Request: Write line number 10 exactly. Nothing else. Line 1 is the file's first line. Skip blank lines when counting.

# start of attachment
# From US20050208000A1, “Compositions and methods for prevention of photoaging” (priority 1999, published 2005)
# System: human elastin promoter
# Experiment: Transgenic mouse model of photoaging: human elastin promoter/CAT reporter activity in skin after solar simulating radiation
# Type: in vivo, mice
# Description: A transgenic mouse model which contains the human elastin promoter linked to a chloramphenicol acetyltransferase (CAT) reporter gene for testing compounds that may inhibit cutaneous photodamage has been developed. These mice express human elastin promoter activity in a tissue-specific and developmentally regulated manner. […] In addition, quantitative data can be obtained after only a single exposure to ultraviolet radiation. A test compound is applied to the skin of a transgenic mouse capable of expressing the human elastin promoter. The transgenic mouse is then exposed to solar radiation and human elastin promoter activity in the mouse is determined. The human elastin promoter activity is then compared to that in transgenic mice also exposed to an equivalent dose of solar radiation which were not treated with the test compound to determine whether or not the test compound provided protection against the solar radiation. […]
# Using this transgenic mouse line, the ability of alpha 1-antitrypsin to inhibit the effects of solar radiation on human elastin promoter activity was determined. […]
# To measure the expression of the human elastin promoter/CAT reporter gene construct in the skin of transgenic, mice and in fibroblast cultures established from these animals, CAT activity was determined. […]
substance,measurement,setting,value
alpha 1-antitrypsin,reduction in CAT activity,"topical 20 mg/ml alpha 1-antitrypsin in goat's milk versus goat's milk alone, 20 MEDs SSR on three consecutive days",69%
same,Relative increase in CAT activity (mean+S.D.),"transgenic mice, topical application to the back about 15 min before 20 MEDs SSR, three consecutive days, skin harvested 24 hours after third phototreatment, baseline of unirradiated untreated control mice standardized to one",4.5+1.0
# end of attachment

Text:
same,Relative increase in CAT activity (mean+S.D.),"transgenic mice, topical application to the back about 15 min before 20 MEDs SSR, three consecutive days, skin harvested 24 hours after third phototreatment, baseline of unirradiated untreated control mice standardized to one",4.5+1.0